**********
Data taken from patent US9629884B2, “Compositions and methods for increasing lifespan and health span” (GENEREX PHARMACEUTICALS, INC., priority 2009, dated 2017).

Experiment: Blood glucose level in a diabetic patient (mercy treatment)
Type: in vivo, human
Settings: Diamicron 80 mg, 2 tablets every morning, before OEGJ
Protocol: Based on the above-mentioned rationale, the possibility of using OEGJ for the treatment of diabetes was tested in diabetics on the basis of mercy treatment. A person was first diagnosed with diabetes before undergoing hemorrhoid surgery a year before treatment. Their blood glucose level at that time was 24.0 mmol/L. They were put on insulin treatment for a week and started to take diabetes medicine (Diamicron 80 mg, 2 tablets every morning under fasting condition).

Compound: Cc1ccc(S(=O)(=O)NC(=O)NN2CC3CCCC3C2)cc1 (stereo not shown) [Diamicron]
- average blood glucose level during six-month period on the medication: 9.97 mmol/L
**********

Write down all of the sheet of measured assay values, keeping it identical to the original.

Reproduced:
Data taken from patent US9629884B2, “Compositions and methods for increasing lifespan and health span” (GENEREX PHARMACEUTICALS, INC., priority 2009, dated 2017).

Experiment: Blood glucose level in a diabetic patient (mercy treatment)
Type: in vivo, human
Settings: Diamicron 80 mg, 2 tablets every morning, before OEGJ
Protocol: Based on the above-mentioned rationale, the possibility of using OEGJ for the treatment of diabetes was tested in diabetics on the basis of mercy treatment. A person was first diagnosed with diabetes before undergoing hemorrhoid surgery a year before treatment. Their blood glucose level at that time was 24.0 mmol/L. They were put on insulin treatment for a week and started to take diabetes medicine (Diamicron 80 mg, 2 tablets every morning under fasting condition).

Compound: Cc1ccc(S(=O)(=O)NC(=O)NN2CC3CCCC3C2)cc1 (stereo not shown) [Diamicron]
- average blood glucose level during six-month period on the medication: 9.97 mmol/L